Nicholas II installed the pogroms between 1903 and 1906 in order to gain greater control over lands occupied by Russia in present-day Ukraine and adjacent areas, many of which are known to have large Jewish populations.
Sergei Witte served influentially as the Transportation Minister, Finance Minister, and Chairman of the Council of Ministers (equivalent to Prime Minister) of Russia. The Witte System is a system of reforms aimed at enlarging the role of the state in the expansion of both the railway system and important industries via subsidization, while maintaining an export-oriented economy that aimed to increase foreign investment, lead Russia to observe the gold standard and increase tariffs. Witte saw Siberia as a potent region for development, yet its inaccessibility that time due to lack of transportation links led him to push for measures to make it more accessible, most notably through the successful establishment of the Trans-Siberian Railway.
Japan attacked Russia in 1904 because it sought to counter Russian interests in commerce throughout its eastern areas, as well as disputes over Manchuria, which was hotly contested at the time.
The Russian Revolution of 1905 is a massive demonstration of different sectors demanding for social and political change in Russia. With the participation of workers, peasants and even the military, the Russian Revolution of 1905 sought to turn Russia into a constitutional monarchy, yet such a goal ultimately failed with autocracy remaining in place. Nonetheless, the Russian Revolution of 1905 paved way for reforms in Russia as it remained under a tsarist autocracy.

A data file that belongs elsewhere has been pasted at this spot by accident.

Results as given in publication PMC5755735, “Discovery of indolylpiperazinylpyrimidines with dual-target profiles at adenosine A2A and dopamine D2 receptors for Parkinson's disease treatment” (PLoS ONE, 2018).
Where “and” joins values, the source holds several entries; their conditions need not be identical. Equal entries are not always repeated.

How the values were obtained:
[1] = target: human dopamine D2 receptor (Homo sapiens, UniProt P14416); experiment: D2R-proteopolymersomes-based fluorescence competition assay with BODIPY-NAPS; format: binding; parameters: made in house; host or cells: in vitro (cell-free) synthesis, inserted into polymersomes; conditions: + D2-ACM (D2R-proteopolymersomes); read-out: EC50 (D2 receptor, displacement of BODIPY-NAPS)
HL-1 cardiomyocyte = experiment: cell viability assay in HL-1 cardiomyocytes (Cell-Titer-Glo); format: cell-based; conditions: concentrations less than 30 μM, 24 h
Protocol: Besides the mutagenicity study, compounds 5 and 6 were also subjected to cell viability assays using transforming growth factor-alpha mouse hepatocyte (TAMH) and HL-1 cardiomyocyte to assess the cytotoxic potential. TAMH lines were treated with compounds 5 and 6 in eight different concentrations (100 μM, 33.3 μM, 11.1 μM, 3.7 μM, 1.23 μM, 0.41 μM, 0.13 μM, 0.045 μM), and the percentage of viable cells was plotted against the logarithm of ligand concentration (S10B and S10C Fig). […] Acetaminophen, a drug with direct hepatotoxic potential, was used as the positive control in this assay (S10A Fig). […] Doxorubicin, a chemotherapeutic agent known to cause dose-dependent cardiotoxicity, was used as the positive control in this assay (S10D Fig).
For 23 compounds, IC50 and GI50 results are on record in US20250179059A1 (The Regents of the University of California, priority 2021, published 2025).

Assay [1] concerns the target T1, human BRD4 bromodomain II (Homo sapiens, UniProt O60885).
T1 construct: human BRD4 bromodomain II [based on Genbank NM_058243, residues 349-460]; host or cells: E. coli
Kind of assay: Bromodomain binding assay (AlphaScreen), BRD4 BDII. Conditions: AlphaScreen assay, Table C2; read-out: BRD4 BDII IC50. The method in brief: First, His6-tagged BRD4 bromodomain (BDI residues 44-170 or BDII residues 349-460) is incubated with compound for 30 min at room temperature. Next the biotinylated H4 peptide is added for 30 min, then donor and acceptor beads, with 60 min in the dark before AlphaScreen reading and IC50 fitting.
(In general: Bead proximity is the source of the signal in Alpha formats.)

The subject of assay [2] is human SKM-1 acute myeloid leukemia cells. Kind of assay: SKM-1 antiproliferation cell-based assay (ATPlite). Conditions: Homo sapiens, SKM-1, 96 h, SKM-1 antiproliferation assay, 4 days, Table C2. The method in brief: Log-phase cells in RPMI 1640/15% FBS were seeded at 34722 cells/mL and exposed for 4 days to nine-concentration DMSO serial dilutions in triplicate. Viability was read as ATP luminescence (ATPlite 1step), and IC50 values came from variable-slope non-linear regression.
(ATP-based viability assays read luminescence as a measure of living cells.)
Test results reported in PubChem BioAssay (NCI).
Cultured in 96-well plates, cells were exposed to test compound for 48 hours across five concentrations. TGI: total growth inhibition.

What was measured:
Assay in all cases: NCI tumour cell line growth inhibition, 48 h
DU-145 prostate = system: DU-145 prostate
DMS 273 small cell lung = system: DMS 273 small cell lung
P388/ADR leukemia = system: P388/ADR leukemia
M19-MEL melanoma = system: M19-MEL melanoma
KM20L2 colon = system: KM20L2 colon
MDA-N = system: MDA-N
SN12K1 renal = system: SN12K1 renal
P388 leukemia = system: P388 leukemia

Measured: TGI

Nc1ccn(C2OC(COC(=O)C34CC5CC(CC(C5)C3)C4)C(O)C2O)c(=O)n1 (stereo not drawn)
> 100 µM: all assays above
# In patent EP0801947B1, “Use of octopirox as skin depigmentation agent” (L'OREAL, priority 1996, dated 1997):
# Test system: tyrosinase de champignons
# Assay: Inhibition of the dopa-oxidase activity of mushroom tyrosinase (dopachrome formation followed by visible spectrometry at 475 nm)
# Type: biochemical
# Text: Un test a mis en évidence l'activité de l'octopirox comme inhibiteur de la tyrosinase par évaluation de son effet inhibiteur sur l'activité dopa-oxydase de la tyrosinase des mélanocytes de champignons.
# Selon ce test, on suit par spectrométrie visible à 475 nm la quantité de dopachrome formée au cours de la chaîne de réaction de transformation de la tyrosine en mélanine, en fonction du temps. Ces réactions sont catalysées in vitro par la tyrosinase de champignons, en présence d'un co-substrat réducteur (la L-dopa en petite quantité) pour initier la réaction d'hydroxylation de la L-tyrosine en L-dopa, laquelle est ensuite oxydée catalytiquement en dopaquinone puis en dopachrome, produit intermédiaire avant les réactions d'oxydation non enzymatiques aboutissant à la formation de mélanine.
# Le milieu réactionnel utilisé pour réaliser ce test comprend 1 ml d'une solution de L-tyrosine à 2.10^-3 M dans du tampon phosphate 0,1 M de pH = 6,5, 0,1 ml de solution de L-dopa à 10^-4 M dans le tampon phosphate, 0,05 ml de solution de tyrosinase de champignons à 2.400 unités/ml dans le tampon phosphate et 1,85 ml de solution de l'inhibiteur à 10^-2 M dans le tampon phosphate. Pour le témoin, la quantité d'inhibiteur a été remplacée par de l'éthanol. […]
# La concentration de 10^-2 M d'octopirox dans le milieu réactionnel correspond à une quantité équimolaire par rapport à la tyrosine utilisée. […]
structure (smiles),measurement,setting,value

The Bloody Sunday referred to an incident in 1905 where demonstrators en route to appeal to Nicholas II were killed by Imperial Guard soldiers. Such highlighted the contemptuous nature of the tsarist autocracy to the plight of ordinary Russians.
Under Nicholas II, the Duma served as council assemblies that held legislative powers and oversight functions, under his promise that it would run under a system that recognizes civil liberties. However, the fact that the Duma is subject to the whims of Nicholas II has made it easily dissolvable – a fact that further degraded Russia.

Chapter 26